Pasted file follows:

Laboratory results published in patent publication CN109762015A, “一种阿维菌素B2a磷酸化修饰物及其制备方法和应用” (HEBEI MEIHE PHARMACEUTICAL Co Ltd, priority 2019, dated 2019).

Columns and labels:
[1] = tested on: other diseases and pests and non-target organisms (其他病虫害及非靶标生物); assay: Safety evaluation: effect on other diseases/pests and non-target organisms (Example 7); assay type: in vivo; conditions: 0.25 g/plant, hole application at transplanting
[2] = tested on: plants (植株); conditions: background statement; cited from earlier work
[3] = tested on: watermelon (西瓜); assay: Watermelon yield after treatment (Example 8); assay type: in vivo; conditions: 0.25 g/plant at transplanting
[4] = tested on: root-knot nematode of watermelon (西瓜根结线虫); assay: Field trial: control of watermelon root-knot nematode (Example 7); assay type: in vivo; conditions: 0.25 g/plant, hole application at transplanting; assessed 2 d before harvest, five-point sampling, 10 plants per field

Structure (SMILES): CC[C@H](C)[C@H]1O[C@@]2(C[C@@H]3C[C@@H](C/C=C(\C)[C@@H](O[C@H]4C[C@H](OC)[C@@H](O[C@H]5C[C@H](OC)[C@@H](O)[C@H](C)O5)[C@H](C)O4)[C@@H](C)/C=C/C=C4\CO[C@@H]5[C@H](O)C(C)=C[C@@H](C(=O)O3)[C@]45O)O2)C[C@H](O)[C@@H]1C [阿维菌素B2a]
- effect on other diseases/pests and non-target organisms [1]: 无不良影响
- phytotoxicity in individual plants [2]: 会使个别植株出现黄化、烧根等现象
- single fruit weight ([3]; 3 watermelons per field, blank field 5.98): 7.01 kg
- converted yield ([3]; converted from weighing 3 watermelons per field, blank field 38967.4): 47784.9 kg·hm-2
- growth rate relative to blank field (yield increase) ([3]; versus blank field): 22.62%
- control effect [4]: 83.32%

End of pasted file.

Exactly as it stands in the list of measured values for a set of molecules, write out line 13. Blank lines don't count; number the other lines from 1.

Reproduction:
- control effect [4]: 83.32%